Located on the west coast of southern Africa, Namibia is a vast land of stark contrasts. Namibia's 1.6 million inhabitants live in a country twice the size of California, making it one of the most sparsely populated nations on Earth. Karen and Rob had the privilege of living in Windhoek, the capital of Namibia, from August 1996 to July 1998. In our two years there, we were able to explore almost every corner of this vast and beautiful land, from L├╝deritz in the southwest to Katima Mulilo at the eastern tip of the Caprivi Strip and just about everywhere in between, including the dusty settlement of Tsumkwe, a collection of a dozen or so permanent buildings in the middle of the Kalahari Desert that serves as the administrative capital of the remote Bushmanland region.

Prior to WWI, Namibia was a German colony, and the German influence on Namibian culture is still evident in the architecture, cuisine, and local customs. From 1919 until 1990, Namibia (known then as South-West Africa) was administered by the Apartheid government of South Africa. Namibia gained independence from South Africa on March 21, 1990 after a long and violent struggle for freedom by the South West African People's Organisation (SWAPO), a marxist-oriented guerrilla movement that became the nation's largest and most popular political party at independence. Since 1990, the country has enjoyed peace and relative prosperity under a democratically elected government.

Namibia is a tapestry of peoples and cultures. There are more than a dozen major ethnic groups found within its borders. The largest tribe, the Ovambo, make up nearly half the population. Other groups include the Kavango, Caprivians, Damara, Herero, Nama, San (Bushmen), Tswana, Rehoboth Basters, Coloreds (mixed-race), and Whites (primarily of Dutch and German origin). English has been the official language of Namibia since Independence, but the lingua franca is still Afrikaans, a colloquial version of Dutch that originated in South Africa. German, Oshiwambo, and Otjiherero are also widely spoken.

Although it is an extremely arid country, Namibia boasts a variety of natural habitats, from lush riverine forests in the Caprivi Strip, to high mountainous plateaus in the center of the country, to seemingly endless desert moonscapes completely devoid of plant life. Namibia is bordered by two deserts: the Namib along the country's cold Atlantic coastline is one of the world's oldest deserts. Its towering red dunes and the famous shipwrecks along the Skeleton Coast have appeared in numerous National Geographic videos. To the east lies the Kalahari desert, home of the San Bushmen, the hunter-gatherers made famous in movies like "The Gods Must Be Crazy."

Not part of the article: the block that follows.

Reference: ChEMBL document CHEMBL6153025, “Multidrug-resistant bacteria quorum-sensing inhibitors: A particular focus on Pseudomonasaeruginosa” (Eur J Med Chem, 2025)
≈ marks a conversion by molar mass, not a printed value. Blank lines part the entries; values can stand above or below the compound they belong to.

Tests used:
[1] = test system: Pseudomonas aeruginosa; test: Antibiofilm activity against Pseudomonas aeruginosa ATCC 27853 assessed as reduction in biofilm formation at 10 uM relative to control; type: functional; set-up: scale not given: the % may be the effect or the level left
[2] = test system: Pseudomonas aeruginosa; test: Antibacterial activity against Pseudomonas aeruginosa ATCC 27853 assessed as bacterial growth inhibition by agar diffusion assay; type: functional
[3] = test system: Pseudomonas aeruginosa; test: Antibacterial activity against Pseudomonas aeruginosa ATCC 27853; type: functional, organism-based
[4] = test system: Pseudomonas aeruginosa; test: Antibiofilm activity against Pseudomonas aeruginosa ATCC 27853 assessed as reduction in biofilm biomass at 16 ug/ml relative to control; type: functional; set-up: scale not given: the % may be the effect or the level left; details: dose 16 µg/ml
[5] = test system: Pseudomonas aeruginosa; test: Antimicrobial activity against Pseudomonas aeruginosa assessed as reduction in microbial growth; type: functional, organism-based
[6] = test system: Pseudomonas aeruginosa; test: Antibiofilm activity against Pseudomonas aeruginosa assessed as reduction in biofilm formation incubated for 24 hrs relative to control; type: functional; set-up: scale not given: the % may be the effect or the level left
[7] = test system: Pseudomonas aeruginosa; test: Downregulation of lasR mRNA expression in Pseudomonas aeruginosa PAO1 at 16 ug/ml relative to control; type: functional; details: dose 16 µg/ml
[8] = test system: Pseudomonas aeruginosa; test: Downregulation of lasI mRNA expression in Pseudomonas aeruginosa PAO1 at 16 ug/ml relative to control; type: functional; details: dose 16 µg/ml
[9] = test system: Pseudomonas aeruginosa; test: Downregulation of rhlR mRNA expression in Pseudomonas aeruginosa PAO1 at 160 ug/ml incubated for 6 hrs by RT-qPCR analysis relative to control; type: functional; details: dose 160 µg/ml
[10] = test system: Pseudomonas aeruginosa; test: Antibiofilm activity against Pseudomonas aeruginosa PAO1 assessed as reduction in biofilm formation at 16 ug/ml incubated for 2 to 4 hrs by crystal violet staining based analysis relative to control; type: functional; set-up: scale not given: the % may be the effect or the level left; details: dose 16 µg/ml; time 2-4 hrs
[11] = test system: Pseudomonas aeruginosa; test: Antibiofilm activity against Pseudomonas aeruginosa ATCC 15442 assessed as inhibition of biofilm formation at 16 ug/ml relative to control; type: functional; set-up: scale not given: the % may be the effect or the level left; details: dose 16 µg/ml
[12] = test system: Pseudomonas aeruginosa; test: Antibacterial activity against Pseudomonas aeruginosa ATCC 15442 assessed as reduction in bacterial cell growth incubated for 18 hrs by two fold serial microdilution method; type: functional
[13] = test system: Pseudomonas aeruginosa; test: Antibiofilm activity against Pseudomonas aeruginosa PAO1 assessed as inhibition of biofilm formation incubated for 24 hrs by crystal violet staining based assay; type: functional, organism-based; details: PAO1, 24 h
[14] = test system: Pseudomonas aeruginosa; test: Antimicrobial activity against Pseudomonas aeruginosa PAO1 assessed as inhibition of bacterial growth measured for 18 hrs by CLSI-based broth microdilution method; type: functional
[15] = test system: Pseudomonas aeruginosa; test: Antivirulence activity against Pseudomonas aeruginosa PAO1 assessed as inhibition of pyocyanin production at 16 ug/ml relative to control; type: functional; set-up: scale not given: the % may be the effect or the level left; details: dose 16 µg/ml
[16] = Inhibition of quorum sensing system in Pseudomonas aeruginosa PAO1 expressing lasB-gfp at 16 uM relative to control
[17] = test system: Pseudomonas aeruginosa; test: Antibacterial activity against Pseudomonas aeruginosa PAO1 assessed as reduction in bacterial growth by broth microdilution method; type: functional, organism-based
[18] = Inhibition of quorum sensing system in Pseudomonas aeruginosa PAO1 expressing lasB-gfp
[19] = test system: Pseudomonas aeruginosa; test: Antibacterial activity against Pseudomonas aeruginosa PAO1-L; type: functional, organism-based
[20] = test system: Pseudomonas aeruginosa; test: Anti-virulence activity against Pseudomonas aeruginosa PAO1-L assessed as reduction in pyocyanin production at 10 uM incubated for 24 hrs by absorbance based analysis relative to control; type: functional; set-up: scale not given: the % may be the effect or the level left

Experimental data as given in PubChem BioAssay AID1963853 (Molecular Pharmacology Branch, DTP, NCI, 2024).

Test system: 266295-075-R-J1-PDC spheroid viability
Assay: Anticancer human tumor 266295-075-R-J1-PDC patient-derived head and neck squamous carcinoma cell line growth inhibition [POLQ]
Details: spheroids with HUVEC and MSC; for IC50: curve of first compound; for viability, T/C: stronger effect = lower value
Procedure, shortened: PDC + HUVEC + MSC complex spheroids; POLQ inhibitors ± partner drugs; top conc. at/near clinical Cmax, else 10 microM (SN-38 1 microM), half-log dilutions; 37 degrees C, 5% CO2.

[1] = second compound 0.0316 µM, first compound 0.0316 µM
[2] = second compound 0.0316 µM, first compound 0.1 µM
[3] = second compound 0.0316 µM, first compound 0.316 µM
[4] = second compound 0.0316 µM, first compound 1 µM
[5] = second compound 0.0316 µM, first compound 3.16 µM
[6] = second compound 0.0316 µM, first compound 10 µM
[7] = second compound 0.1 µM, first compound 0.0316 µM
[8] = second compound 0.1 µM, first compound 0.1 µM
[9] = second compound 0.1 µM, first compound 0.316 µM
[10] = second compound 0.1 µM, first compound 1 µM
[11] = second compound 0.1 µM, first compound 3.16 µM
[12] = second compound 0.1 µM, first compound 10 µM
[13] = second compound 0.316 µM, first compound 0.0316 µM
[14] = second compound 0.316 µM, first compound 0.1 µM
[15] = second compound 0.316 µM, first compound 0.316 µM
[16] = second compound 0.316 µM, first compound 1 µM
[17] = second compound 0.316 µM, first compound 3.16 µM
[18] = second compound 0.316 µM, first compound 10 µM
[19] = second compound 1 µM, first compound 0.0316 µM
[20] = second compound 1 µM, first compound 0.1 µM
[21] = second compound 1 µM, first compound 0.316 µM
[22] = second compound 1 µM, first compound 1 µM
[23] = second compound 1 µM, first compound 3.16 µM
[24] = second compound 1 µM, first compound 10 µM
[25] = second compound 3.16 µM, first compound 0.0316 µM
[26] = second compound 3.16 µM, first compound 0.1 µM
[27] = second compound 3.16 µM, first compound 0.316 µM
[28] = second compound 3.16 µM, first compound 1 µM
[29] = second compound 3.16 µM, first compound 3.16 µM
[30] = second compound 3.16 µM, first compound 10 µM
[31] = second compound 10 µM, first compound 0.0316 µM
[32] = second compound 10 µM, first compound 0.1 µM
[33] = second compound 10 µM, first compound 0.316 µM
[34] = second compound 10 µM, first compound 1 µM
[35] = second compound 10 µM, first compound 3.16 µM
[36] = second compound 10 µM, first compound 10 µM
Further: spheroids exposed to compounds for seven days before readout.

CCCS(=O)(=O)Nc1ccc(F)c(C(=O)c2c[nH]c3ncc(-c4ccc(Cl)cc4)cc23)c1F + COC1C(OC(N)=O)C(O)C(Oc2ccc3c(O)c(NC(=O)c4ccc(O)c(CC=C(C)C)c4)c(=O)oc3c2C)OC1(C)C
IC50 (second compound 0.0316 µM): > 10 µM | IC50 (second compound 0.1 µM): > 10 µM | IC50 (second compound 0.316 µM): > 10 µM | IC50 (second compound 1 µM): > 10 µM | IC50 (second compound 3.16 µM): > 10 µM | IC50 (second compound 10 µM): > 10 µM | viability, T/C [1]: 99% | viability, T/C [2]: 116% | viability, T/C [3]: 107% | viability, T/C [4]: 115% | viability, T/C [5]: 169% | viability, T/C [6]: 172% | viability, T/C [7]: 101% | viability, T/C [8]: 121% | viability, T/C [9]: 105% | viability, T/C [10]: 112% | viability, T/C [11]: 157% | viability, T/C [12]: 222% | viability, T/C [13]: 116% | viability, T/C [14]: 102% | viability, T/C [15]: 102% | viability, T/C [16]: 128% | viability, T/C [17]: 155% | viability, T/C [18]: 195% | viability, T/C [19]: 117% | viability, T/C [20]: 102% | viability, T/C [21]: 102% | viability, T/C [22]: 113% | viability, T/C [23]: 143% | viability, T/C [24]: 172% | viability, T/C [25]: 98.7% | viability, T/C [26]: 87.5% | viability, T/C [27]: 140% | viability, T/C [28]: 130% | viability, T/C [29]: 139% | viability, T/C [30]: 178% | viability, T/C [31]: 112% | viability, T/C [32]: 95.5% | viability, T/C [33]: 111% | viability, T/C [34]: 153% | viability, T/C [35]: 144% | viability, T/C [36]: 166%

One of Namibia's greatest treasures is its wildlife. Namibia is home to the infamous desert-dwelling Elephants, as well as the world's only remaining genetically-viable population of Black Rhinoceros. Namibia is also home to the largest remaining Cheetah population in the world, thanks in large part to the conservation efforts of the Cheetah Conservation Fund and the AfriCat Foundation. Namibia's world-famous Etosha National Park, an 8,600-square mile reserve in the north of the country, is one of the most spectacular wildlife parks in all of Africa. During our visits to Etosha, Karen and Rob encountered countless Elephants, Giraffe, Lions, Hyenas, Wildebeest, Zebra, Hartebeest, Impala, Steenbok, Springbok, Dik-Diks, Oryx, Kudu, Baboons, Jackals, Warthogs, a rambunctious Honey Badger, and a number of Black Rhinos, including one that tried to put a hole in our Jeep Cherokee after we unwisely obstructed its path across the open savanna. We even got that little incident on video, though the audio track (which includes Karen's excited reaction to the charging beast) has been deemed unfit for tender ears.

Namibia is where Karen and Rob first took up birding, under the tutlage of Peter Kaestner, one of the most accomplished birders in the world. More than 625 bird species occur in Namibia, many of which are found only in southern Africa. In less than two years, we managed to see more than half of these species, including the Herero Chat, the Rufous-tailed Palm Thrush, and the bird for which this website is named, the endemic Dune Lark.

For anyone with the time and financial ability to do so, we highly recommend a visit to Namibia. It is a unique country that offers spectacular natural beauty, diverse wildlife, a colorful history, and interesting people, customs, and cuisine (the latter being comprised almost exclusively of red meat). Enjoy!